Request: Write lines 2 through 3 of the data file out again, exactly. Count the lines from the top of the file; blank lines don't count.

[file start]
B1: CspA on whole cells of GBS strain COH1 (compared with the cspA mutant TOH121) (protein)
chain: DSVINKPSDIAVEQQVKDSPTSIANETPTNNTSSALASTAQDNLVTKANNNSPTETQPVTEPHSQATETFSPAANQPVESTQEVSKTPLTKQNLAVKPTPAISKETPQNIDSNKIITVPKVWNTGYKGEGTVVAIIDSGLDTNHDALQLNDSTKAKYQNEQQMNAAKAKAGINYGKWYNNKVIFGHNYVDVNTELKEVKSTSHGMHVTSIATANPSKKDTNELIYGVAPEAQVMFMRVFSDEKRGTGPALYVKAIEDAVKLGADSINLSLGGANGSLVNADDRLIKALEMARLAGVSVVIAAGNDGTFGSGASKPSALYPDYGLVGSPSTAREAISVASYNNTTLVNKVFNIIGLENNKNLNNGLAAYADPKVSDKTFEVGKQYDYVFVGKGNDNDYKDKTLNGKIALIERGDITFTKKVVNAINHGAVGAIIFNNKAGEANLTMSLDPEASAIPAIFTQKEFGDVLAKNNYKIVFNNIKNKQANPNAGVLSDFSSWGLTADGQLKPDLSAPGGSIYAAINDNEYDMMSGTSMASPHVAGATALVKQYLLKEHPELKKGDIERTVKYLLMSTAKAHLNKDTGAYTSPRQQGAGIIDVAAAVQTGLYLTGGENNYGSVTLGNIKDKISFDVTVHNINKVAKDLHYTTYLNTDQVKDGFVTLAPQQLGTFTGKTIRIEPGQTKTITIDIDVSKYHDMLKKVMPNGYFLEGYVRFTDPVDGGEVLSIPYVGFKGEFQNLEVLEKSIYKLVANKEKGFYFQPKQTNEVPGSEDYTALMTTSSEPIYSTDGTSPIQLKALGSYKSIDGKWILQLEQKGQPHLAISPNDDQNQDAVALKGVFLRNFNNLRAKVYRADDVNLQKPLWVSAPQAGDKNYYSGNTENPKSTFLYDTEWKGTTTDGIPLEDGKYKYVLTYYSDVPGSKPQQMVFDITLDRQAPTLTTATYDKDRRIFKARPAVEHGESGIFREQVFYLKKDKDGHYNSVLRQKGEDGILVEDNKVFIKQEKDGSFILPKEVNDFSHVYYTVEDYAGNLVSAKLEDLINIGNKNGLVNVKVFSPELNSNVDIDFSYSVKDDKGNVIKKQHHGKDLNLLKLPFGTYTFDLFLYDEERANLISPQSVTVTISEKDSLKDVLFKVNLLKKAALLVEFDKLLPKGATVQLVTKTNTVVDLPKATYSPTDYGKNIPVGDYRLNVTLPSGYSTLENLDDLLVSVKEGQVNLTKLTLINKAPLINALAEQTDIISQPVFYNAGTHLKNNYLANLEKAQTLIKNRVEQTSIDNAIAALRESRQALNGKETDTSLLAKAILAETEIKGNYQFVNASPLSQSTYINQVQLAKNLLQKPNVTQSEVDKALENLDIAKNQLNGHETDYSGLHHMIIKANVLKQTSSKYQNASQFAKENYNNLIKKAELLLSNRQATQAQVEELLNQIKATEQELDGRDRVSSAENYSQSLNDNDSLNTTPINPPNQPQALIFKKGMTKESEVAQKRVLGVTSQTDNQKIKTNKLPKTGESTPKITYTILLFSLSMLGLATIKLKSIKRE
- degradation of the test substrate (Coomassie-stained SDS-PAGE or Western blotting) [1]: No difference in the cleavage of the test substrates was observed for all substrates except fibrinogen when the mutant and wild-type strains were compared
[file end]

chain: DSVINKPSDIAVEQQVKDSPTSIANETPTNNTSSALASTAQDNLVTKANNNSPTETQPVTEPHSQATETFSPAANQPVESTQEVSKTPLTKQNLAVKPTPAISKETPQNIDSNKIITVPKVWNTGYKGEGTVVAIIDSGLDTNHDALQLNDSTKAKYQNEQQMNAAKAKAGINYGKWYNNKVIFGHNYVDVNTELKEVKSTSHGMHVTSIATANPSKKDTNELIYGVAPEAQVMFMRVFSDEKRGTGPALYVKAIEDAVKLGADSINLSLGGANGSLVNADDRLIKALEMARLAGVSVVIAAGNDGTFGSGASKPSALYPDYGLVGSPSTAREAISVASYNNTTLVNKVFNIIGLENNKNLNNGLAAYADPKVSDKTFEVGKQYDYVFVGKGNDNDYKDKTLNGKIALIERGDITFTKKVVNAINHGAVGAIIFNNKAGEANLTMSLDPEASAIPAIFTQKEFGDVLAKNNYKIVFNNIKNKQANPNAGVLSDFSSWGLTADGQLKPDLSAPGGSIYAAINDNEYDMMSGTSMASPHVAGATALVKQYLLKEHPELKKGDIERTVKYLLMSTAKAHLNKDTGAYTSPRQQGAGIIDVAAAVQTGLYLTGGENNYGSVTLGNIKDKISFDVTVHNINKVAKDLHYTTYLNTDQVKDGFVTLAPQQLGTFTGKTIRIEPGQTKTITIDIDVSKYHDMLKKVMPNGYFLEGYVRFTDPVDGGEVLSIPYVGFKGEFQNLEVLEKSIYKLVANKEKGFYFQPKQTNEVPGSEDYTALMTTSSEPIYSTDGTSPIQLKALGSYKSIDGKWILQLEQKGQPHLAISPNDDQNQDAVALKGVFLRNFNNLRAKVYRADDVNLQKPLWVSAPQAGDKNYYSGNTENPKSTFLYDTEWKGTTTDGIPLEDGKYKYVLTYYSDVPGSKPQQMVFDITLDRQAPTLTTATYDKDRRIFKARPAVEHGESGIFREQVFYLKKDKDGHYNSVLRQKGEDGILVEDNKVFIKQEKDGSFILPKEVNDFSHVYYTVEDYAGNLVSAKLEDLINIGNKNGLVNVKVFSPELNSNVDIDFSYSVKDDKGNVIKKQHHGKDLNLLKLPFGTYTFDLFLYDEERANLISPQSVTVTISEKDSLKDVLFKVNLLKKAALLVEFDKLLPKGATVQLVTKTNTVVDLPKATYSPTDYGKNIPVGDYRLNVTLPSGYSTLENLDDLLVSVKEGQVNLTKLTLINKAPLINALAEQTDIISQPVFYNAGTHLKNNYLANLEKAQTLIKNRVEQTSIDNAIAALRESRQALNGKETDTSLLAKAILAETEIKGNYQFVNASPLSQSTYINQVQLAKNLLQKPNVTQSEVDKALENLDIAKNQLNGHETDYSGLHHMIIKANVLKQTSSKYQNASQFAKENYNNLIKKAELLLSNRQATQAQVEELLNQIKATEQELDGRDRVSSAENYSQSLNDNDSLNTTPINPPNQPQALIFKKGMTKESEVAQKRVLGVTSQTDNQKIKTNKLPKTGESTPKITYTILLFSLSMLGLATIKLKSIKRE
- degradation of the test substrate (Coomassie-stained SDS-PAGE or Western blotting) [1]: No difference in the cleavage of the test substrates was observed for all substrates except fibrinogen when the mutant and wild-type strains were compared